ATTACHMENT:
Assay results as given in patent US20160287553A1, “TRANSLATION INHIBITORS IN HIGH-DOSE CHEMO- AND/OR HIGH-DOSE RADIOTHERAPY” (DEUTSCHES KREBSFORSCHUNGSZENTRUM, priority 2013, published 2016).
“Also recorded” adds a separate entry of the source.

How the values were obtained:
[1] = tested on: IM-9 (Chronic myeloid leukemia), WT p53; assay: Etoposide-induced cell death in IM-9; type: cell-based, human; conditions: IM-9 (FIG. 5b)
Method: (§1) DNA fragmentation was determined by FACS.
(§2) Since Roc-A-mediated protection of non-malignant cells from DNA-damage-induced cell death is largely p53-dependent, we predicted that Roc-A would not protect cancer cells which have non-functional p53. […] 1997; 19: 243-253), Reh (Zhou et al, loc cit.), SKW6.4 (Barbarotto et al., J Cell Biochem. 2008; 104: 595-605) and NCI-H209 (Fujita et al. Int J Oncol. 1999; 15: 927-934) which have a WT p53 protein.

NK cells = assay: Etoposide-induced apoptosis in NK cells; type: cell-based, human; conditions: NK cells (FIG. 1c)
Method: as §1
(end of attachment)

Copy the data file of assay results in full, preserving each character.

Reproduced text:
Assay results as given in patent US20160287553A1, “TRANSLATION INHIBITORS IN HIGH-DOSE CHEMO- AND/OR HIGH-DOSE RADIOTHERAPY” (DEUTSCHES KREBSFORSCHUNGSZENTRUM, priority 2013, published 2016).
“Also recorded” adds a separate entry of the source.

How the values were obtained:
[1] = tested on: IM-9 (Chronic myeloid leukemia), WT p53; assay: Etoposide-induced cell death in IM-9; type: cell-based, human; conditions: IM-9 (FIG. 5b)
Method: (§1) DNA fragmentation was determined by FACS.
(§2) Since Roc-A-mediated protection of non-malignant cells from DNA-damage-induced cell death is largely p53-dependent, we predicted that Roc-A would not protect cancer cells which have non-functional p53. […] 1997; 19: 243-253), Reh (Zhou et al, loc cit.), SKW6.4 (Barbarotto et al., J Cell Biochem. 2008; 104: 595-605) and NCI-H209 (Fujita et al. Int J Oncol. 1999; 15: 927-934) which have a WT p53 protein.

NK cells = assay: Etoposide-induced apoptosis in NK cells; type: cell-based, human; conditions: NK cells (FIG. 1c)
Method: as §1